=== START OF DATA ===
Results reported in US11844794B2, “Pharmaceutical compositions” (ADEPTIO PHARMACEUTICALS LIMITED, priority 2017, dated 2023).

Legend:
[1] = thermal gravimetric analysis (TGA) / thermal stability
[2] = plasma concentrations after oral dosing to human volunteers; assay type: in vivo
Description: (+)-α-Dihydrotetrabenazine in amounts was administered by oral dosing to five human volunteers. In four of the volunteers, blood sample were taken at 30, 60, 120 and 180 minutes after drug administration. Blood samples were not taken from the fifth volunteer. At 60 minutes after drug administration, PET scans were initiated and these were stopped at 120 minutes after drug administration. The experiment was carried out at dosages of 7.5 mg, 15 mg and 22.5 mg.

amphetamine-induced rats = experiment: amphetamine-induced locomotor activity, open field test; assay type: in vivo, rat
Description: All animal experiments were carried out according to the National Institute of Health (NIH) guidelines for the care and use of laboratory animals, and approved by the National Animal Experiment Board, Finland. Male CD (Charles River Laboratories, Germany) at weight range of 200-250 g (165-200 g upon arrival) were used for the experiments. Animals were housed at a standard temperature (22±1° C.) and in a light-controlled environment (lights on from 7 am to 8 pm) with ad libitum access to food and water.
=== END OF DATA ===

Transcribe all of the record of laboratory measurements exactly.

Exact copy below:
Results reported in US11844794B2, “Pharmaceutical compositions” (ADEPTIO PHARMACEUTICALS LIMITED, priority 2017, dated 2023).

Legend:
[1] = thermal gravimetric analysis (TGA) / thermal stability
[2] = plasma concentrations after oral dosing to human volunteers; assay type: in vivo
Description: (+)-α-Dihydrotetrabenazine in amounts was administered by oral dosing to five human volunteers. In four of the volunteers, blood sample were taken at 30, 60, 120 and 180 minutes after drug administration. Blood samples were not taken from the fifth volunteer. At 60 minutes after drug administration, PET scans were initiated and these were stopped at 120 minutes after drug administration. The experiment was carried out at dosages of 7.5 mg, 15 mg and 22.5 mg.

amphetamine-induced rats = experiment: amphetamine-induced locomotor activity, open field test; assay type: in vivo, rat
Description: All animal experiments were carried out according to the National Institute of Health (NIH) guidelines for the care and use of laboratory animals, and approved by the National Animal Experiment Board, Finland. Male CD (Charles River Laboratories, Germany) at weight range of 200-250 g (165-200 g upon arrival) were used for the experiments. Animals were housed at a standard temperature (22±1° C.) and in a light-controlled environment (lights on from 7 am to 8 pm) with ad libitum access to food and water.